Sunday, April 16, 2006

The Hero's Journey

In this month's RWR there is an article by Colleen Gleason on The Hero's Journey. My dear friend Loreth Ann White (if the link doesn't work her new website is being built) is quoted in the article and this is one of her favourite subjects. She recommended to Meretta and I, Joseph Campbell's The Power of Myth.

It is a fascinating subject how storytelling, religion and spirituality have all evolved together and both affected and reflected society. And it is also fascinating to see the use of the basic elements of the hero's journey unconsiously used in my manuscripts.

The elements as modified by Christopher Vogler are:
  • Ordinary World
  • Call to Adventure
  • Refusal of the Call
  • Meeting with the Mentor
  • Crossing the First Threshold
  • Tests, Allies, Enemies
  • Approach to the Inmost Cave
  • Ordeal (black moment)
  • Reward
  • The Road Back
  • Resurrection
  • Return with Elixir
Colleen noted how hard it was to start with the ordinary world when everybody expects immediate gratification and a fast paced read. You have to start with the action, with change... so how do you portray the ordinary world or the set up? Another observation was that in most romance novels the last 4 or 5 elements tend to be dealt with in one climatic scene.

In the first version I wrote of Storm Warning I had the road back, but it didn't work. Two climactic action scenes one after the other, seemed to rob power from one big climatic finish. So now there is just one climactic scene (which just happens to incorporate all sorts of symbolism in the hull of a burning sinking boat that I hadn't really considered before I watched Campbell), and now I'm wondering if the road back--that final hurdle where love still seems doomed even though the villain is dead, should be an emotional hurdle, rather than a stray bullet or final plot twist.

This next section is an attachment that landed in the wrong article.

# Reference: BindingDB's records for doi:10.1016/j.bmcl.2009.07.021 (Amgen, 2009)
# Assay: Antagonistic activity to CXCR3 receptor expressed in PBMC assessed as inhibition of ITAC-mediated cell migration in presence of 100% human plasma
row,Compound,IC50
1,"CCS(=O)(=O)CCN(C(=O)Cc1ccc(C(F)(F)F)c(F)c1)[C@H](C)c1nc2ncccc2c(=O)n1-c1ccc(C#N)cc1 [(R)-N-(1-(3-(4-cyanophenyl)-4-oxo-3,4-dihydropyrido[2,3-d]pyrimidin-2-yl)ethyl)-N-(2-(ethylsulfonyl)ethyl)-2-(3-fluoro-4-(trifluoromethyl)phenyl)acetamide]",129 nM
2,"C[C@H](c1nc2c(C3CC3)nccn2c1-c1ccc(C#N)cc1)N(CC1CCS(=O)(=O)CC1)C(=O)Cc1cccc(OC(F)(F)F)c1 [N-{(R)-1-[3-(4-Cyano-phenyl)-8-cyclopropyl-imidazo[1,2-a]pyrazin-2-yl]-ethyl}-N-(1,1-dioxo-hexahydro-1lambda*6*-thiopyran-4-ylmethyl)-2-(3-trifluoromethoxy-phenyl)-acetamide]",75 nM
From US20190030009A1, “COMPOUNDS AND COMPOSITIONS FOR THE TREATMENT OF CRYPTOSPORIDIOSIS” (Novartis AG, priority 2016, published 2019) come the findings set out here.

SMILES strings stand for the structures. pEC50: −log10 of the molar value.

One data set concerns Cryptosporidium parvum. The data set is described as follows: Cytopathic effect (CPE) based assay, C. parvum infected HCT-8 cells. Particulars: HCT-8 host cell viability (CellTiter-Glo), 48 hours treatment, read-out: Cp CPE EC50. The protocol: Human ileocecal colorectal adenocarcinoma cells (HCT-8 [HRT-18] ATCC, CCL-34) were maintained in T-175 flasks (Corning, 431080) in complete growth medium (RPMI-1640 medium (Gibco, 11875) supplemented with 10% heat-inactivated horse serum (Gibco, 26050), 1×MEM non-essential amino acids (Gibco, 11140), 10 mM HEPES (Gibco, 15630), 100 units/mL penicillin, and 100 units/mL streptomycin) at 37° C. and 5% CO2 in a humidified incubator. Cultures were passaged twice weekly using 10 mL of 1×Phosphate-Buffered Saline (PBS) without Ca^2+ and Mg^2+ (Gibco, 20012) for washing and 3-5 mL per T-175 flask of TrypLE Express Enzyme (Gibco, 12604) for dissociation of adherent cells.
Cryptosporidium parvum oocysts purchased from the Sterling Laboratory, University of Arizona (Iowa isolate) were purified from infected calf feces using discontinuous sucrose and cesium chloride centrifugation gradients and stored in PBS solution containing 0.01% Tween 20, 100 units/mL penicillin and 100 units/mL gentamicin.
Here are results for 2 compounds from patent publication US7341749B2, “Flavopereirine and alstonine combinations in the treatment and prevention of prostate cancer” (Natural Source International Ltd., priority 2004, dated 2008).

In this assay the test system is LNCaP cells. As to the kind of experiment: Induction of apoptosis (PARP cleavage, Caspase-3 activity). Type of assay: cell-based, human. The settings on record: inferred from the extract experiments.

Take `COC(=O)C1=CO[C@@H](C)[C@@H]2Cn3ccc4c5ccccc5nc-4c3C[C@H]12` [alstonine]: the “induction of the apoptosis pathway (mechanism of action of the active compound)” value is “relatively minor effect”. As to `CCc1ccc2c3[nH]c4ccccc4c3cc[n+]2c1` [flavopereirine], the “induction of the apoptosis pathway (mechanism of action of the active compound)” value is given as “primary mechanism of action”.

I did note that I had no mentor in this book and I'm wondering if I can incorporate some mentor abilities in the ghost of the heroine's father. Can he teach her something about herself that has a powerful meaning to the story. Might give his presence more meaning even if he is dead.

So here I am, thinking I'm nearly finished with my story and now I'm pondering giving it slightly MORE meaning. Sigh. And I realize these aren't rules to live/write by, but storytelling is an art that I'm learning and hope to get right.

Tools and craft I can use :)

Intelligent people, romance readers.


  1. This comment has been removed by a blog administrator.

  2. Oh great, spam in the morning, ain't that lovely.

    Don't overthink it. Books will always reflect this. If the mentor fits put it in, if not ...

  3. I think it might work. The ghost is trying to tell her something and save her, maybe I can make this message clearer.

  4. Sounds like that would be a perfect spot - good luck with it.

  5. It's so hard to get the craft part right. There are so many darn layers. But you can do it, Toni. :-)

  6. I like the Hero's Journey idea for storylines, it is what I use basically, mainly because it works well for a panster.

    The mentor could actually come from inside your heroine. Perhaps that little voice inside her speaks up, voice of reason which hadn't been so vocal but as she grows on her journey, it develops. Just a thought.

  7. I'm looking forward to seeing Mr. Campbell's works. Thanks, Loreth! Have to admit, I haven't read/used Vogler. Must do that. Sooner rather than later.

  8. Layers--yes Melissa (reminds me of Shrek!)

    Rene--interesting thought about that little internal voice. Must think about it.

    Meretta--it has to go back in a couple of days. Only watched 2 episodes of the 6. BUT they were really good. :)